A few years ago, a psychologist at Columbia University by the name of Sheena Iyengar conducted a study on the “tyranny of choice” we face each day by conducting experiments that tempted people with varying amounts of chocolate and fancy jams.
Her conclusion: more choice can actually be worse than less choice. In fact, the more choice her study participants had, the more difficulty they had making up their mind. And when there was too much to choose from, people weren’t as satisfied with the choices they did make.
“The same Godiva chocolate chosen from a set of 30 chocolates is considered to be less delicious than if it is chosen from a set of six,” Iyengar said, summarizing her results. (On a side note, fun study or what?)
How does this apply to online dating? Well, go to any site and you’ll find hundreds – if not thousands – of beautiful strangers looking for a romantic connection. It’s a virtual candy store out there and many of us are hard pressed not to want to nibble on each and every chocolate we see in the window. While some might argue this obsessive sampling is the very essence of dating, others would call it by its proper name: compulsive shopping.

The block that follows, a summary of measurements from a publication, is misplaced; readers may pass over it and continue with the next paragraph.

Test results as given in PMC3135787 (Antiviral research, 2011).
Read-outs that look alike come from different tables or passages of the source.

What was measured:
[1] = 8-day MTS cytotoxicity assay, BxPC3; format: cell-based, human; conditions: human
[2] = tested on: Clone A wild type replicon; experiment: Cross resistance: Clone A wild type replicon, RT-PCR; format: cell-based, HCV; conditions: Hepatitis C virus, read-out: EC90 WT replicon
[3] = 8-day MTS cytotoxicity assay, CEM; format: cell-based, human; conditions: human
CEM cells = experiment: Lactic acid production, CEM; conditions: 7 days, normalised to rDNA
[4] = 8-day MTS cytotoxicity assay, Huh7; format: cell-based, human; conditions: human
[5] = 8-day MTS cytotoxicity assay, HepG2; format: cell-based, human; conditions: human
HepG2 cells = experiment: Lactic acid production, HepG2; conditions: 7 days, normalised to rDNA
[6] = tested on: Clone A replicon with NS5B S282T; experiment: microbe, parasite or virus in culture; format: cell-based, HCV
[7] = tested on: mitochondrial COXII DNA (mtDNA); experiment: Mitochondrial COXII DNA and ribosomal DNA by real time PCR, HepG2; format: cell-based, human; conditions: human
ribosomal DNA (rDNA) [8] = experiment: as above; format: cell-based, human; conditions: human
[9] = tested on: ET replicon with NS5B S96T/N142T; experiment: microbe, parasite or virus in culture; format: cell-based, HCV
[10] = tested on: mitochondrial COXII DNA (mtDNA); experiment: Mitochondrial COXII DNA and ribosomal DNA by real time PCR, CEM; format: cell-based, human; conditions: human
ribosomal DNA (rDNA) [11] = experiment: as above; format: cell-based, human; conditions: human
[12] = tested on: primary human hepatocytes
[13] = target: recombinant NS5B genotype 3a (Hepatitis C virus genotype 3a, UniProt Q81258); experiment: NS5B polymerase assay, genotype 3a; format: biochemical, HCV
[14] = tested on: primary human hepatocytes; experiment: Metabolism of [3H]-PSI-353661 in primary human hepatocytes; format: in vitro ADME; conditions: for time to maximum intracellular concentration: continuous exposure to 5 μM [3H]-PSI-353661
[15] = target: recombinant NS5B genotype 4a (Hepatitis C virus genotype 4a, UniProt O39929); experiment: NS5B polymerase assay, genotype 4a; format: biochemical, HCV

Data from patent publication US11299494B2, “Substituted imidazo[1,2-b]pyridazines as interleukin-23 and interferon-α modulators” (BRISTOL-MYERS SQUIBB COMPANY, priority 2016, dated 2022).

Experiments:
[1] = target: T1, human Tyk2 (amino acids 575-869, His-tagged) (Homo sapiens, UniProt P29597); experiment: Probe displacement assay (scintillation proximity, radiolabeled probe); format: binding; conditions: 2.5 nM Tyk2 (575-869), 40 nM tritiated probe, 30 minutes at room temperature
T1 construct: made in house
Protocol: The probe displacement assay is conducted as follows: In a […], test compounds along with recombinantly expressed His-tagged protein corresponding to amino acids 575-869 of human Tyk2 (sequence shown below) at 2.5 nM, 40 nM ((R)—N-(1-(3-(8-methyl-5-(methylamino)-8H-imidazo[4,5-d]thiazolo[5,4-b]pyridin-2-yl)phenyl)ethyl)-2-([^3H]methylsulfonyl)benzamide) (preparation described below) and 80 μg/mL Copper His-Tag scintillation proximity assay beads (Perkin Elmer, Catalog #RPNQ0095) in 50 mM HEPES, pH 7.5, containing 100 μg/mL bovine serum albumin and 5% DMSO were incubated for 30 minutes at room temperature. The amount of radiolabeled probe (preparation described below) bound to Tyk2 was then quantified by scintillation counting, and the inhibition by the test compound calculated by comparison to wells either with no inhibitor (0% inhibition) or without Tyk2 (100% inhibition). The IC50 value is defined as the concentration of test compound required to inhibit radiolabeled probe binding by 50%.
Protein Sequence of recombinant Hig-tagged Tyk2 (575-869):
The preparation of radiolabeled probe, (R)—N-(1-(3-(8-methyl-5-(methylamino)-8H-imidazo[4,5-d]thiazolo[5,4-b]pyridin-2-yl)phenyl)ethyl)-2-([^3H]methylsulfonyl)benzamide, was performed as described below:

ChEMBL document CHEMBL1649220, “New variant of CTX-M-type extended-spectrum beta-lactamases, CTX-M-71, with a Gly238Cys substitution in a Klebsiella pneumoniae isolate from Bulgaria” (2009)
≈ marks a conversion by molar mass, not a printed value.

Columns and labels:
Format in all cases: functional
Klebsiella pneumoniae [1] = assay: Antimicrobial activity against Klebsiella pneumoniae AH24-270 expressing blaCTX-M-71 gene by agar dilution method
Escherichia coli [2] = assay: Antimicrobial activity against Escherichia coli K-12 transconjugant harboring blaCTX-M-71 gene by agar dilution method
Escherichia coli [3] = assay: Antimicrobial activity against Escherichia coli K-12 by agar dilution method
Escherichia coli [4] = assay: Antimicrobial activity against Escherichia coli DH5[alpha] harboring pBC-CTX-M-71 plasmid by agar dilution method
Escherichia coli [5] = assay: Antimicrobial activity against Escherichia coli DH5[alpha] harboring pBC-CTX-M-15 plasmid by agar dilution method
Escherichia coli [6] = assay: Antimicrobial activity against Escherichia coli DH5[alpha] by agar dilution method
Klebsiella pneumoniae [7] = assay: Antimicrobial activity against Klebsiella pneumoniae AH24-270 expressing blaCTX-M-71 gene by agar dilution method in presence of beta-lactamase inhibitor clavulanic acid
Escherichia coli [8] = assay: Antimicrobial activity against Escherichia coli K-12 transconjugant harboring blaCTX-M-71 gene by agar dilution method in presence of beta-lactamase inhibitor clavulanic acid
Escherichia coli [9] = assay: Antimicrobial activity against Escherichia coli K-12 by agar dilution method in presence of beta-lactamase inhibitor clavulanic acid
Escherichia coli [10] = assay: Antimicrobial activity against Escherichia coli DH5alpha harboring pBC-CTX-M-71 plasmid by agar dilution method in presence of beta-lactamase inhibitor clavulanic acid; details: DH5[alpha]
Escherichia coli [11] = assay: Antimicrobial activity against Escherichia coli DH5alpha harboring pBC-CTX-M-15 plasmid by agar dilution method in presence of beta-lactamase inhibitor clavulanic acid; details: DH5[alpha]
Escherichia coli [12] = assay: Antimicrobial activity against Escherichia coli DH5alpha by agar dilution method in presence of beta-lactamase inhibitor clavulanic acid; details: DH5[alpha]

By appealing to our inherently fickle nature, online dating transforms people into commodities and much like any other inanimate object you can order via the web – computers, cell phones, cappuccino makers – upgrading is a snap.
Not surprisingly, many singles have grown tired of the tyranny of choice that exists in the online dating world (You have 496 new matches!) and are opting for dating sites that embrace the “less is more” (or even, Les is more) approach.
Curious? Check out this tech story from NBCnews.com that profiles new dating apps that “promise love, not match overload.”